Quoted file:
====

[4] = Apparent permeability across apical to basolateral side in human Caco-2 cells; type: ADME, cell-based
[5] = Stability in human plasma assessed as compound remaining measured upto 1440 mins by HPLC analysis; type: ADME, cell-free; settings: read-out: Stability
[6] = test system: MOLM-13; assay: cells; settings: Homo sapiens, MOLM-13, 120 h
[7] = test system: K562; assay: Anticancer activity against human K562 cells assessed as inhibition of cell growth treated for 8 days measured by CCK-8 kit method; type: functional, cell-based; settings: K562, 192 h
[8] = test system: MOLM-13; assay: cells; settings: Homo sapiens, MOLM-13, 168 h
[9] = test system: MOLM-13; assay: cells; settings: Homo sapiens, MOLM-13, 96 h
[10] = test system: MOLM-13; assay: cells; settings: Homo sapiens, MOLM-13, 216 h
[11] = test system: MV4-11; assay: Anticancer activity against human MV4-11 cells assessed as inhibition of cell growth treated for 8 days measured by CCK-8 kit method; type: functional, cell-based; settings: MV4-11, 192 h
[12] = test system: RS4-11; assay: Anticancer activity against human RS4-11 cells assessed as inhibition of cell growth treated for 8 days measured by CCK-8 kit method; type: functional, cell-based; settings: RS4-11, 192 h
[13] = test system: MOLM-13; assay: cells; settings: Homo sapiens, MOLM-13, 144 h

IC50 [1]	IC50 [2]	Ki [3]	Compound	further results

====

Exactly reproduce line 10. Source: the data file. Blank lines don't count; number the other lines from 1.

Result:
[13] = test system: MOLM-13; assay: cells; settings: Homo sapiens, MOLM-13, 144 h